Sunday, February 9, 2014

new ruling makes it legal to kill cops?

There is a story that has been making the rounds, and the information is being wildly misrepresented by the media.

The basic situation is that several cops entered the mans house to serve a warrant to look for drugs (what else). While they claim they verbally announced themselves as police, they apparently didn't knock and just entered the residence.

The resident did what many people who do when some unknown person bursts into their house: he shot, killing one of the officers. Almost as amazing as the fact that the rest of the cops let him out of there alive is the fact that a grand jury chose not to indict him on murder charges, saying that there is no evidence that he knew they were police and was acting in self defense.

Several news outlets are now saying this ruling has 'legalized the killing of cops' which is just sensationalist bullshit. Even before this incident, it was as 'legal' to kill cops as it was to kill anyone else. Which is to say it is illegal accept under very specific circumstances. There are no "unless the offender is a police officer" exceptions in criminal laws that involve injured parties. The way the laws are enforced may make it sometimes seem that way, however.

Furthermore, this wasn't even an actual 'ruling', just a grand jury decision to not bring him up on murder charges. The only unique thing about this situation is that justice actually won out. Although the DA may still try to bring up the charges again, so this guy isn't out of the woods yet.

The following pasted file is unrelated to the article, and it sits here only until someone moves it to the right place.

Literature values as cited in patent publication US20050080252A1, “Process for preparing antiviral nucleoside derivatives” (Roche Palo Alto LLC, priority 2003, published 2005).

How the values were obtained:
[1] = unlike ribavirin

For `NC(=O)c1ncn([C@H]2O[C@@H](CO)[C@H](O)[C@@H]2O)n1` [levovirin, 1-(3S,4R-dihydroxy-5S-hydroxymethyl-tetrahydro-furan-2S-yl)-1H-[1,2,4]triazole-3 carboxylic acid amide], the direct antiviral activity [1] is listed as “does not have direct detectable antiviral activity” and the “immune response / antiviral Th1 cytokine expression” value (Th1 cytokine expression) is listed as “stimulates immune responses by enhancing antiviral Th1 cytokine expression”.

Whatever your feelings are on who is the 'bad guy' in this situation, what SHOULD be learned from this incident is that, right or wrong, minor drug (and any other non-violent) offenses are not worthy of death on the part of the 'offender' or the police. So why are they creating these situations that make it highly likely that somebody ends up dead?

The justification for these raids is that with advanced notice the offenders may have time to destroy evidence. So the only upside is POTENTIAL evidence for nonviolent crimes. Crimes which many times are only misdemeanors. While the downsides are potential losses of life on the part of the citizens, their pets, innocent people and, as in this case, the police.

Is it worth it?


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